This run was all about finishing streets so familiar to me I should have done them already. I often cross Denniston or Hastings, but its rare that I actually run the length of these streets. Today was the day!
Denniston has a couple of disjoint segments, one in Squirrel Hill and one in Shadyside. Today I was concentrating on the one that goes nearly a mile from Darlington past Wilkins. This is a nice street in Squirrel Hill, tucked between Shady and Beechwood. The houses are mostly three or four bedrooms on small lots. Everything is well-kept, but kinda close. Denniston is “flat” by Squirrel Hill standards and straight. The street just stops in front of some houses. There is a tiny cul-de-sac, but a van might have a hard time turning around in it. Looking at the map, it’s possible that years ago Denniston went through to meet up with its Shadyside segment, but I that would take it through Mellon Park, and that has been around awhile. Squirrel Hill is rather interesting, being one of the later parcels of land developed in the Pittsburgh area. The Squirrel Hill Historical Society has a wealth of cool information.
Crossing Denniston is the little street, Hastings. If you’re zipping by on Shady Avenue, you might even miss it. My impression was that Hastings was a short little street which didn’t go anywhere. My impression, however, was wrong. Hastings goes from Shady to roughly the intersection of Penn Avenue and Fifth Avenue. Tree lined Tinsley Way and Light Way branch off of Hastings and provide backyard and garage access to the surrounding houses. Hastings itself continues past Point Brugge until flattening out and running into Fifth Avenue. It was fun and peaceful to run here.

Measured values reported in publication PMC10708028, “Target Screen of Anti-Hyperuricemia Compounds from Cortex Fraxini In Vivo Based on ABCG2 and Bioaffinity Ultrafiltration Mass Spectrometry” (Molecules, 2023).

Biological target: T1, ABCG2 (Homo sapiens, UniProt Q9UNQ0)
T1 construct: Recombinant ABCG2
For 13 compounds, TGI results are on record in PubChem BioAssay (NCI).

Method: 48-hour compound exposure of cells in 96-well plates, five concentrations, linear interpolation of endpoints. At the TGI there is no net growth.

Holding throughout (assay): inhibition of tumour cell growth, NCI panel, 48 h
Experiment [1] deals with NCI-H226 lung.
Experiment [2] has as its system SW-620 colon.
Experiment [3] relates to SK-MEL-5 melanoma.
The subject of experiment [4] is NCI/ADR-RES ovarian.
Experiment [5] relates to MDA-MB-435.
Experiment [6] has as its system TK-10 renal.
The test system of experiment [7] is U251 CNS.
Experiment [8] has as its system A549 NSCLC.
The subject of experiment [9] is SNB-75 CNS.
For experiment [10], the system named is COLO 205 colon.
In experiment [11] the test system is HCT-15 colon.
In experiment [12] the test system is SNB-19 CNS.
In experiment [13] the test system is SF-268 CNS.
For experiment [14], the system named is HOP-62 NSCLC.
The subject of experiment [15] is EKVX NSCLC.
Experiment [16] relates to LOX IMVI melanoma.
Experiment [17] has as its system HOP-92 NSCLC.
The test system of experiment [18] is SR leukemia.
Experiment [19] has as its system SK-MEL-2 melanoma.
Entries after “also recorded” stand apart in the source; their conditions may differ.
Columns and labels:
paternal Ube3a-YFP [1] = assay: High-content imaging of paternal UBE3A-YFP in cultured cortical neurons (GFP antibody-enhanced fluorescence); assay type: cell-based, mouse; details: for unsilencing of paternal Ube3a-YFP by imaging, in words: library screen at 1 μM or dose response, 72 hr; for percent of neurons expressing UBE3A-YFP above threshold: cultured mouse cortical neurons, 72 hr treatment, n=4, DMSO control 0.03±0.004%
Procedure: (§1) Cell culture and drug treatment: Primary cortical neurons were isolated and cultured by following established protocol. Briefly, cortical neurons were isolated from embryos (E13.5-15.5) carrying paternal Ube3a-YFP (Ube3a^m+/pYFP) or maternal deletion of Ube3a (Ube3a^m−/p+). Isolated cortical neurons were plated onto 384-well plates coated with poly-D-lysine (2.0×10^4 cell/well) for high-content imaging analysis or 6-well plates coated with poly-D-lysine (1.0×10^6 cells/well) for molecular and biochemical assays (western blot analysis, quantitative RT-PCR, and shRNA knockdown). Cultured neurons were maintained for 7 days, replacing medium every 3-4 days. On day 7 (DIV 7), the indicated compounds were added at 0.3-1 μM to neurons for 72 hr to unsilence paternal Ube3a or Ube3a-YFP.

Finishing off the run, I headed back toward South Dallas. However, I got a little mixed up and ended up on Glen Arden Drive. Whoa! Whereas Hastings and Denniston were comfy streets with mixed housing, the houses on Glen Arden were definitely more upscale. Instead of three and four bedroom houses, most of these houses looked to have five or six bedrooms. It was also tree-lined with large, mature oaks towering over the brick homes.